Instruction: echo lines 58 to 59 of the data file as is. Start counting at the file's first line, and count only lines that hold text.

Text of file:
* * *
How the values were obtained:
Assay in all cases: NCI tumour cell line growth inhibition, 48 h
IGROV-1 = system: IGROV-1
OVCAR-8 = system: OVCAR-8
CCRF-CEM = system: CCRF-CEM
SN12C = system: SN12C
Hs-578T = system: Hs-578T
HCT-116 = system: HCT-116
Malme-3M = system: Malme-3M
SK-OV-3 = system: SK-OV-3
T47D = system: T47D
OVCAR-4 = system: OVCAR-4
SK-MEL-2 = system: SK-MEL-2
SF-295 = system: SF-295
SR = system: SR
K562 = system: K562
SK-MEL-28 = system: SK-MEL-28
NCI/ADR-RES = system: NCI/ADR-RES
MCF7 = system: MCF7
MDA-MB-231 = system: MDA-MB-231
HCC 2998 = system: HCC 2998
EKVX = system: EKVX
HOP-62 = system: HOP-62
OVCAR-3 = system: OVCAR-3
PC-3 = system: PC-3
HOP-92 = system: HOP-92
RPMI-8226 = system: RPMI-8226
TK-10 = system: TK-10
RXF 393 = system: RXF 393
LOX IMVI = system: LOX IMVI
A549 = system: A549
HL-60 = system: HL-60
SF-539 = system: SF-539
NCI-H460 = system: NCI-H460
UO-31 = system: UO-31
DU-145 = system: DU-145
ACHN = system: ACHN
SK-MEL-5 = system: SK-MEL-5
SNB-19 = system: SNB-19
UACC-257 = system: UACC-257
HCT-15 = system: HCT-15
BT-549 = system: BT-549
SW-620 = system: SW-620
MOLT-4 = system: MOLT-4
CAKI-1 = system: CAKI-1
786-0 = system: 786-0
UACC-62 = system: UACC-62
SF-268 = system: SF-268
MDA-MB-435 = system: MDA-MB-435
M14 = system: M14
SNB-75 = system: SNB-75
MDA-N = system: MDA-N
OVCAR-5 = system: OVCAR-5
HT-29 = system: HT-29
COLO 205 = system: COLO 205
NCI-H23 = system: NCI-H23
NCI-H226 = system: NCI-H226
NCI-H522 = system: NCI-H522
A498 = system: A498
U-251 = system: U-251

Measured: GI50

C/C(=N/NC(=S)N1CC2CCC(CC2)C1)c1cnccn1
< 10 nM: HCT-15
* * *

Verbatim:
NCI-H522 = system: NCI-H522
A498 = system: A498